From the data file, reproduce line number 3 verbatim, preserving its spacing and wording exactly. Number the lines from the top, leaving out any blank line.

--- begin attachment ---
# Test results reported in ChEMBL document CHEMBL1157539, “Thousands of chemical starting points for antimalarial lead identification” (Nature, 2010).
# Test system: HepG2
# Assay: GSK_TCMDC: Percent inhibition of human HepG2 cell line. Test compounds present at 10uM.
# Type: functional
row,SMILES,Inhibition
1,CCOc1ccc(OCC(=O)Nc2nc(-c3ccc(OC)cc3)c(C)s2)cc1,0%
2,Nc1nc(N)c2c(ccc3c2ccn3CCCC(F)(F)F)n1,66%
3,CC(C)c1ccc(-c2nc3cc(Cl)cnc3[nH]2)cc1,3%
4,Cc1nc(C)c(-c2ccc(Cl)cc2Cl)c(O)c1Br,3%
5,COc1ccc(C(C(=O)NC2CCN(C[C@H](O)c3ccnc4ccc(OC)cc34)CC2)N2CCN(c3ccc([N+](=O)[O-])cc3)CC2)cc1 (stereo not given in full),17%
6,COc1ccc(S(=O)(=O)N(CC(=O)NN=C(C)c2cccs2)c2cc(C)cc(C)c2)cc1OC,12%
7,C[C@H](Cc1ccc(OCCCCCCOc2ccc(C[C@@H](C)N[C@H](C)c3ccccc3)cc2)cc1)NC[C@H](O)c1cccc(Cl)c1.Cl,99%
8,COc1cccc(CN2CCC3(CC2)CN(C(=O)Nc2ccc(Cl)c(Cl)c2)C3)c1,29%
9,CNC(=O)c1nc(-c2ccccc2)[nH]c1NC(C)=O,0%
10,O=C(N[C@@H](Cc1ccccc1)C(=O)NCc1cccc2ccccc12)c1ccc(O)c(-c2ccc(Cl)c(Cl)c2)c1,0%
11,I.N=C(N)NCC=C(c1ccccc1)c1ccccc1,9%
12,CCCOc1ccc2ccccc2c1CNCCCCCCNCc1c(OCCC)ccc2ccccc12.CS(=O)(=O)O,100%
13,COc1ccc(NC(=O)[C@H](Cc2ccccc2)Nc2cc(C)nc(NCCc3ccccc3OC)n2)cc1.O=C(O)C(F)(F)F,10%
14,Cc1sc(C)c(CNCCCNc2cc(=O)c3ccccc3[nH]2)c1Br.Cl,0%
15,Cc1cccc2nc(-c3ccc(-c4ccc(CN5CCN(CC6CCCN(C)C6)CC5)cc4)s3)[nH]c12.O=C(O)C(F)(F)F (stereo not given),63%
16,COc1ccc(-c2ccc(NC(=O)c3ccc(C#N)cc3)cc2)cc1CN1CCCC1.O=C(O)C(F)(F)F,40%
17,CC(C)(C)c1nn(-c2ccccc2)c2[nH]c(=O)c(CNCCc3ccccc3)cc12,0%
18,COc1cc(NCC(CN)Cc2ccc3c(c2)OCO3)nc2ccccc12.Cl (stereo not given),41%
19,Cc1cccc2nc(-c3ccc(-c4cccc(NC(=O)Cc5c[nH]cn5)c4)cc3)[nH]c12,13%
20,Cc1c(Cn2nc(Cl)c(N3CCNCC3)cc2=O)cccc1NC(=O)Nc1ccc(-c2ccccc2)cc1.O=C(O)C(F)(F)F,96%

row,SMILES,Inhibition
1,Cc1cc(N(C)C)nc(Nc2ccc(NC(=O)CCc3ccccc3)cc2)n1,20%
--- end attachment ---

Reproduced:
# Assay: GSK_TCMDC: Percent inhibition of human HepG2 cell line. Test compounds present at 10uM.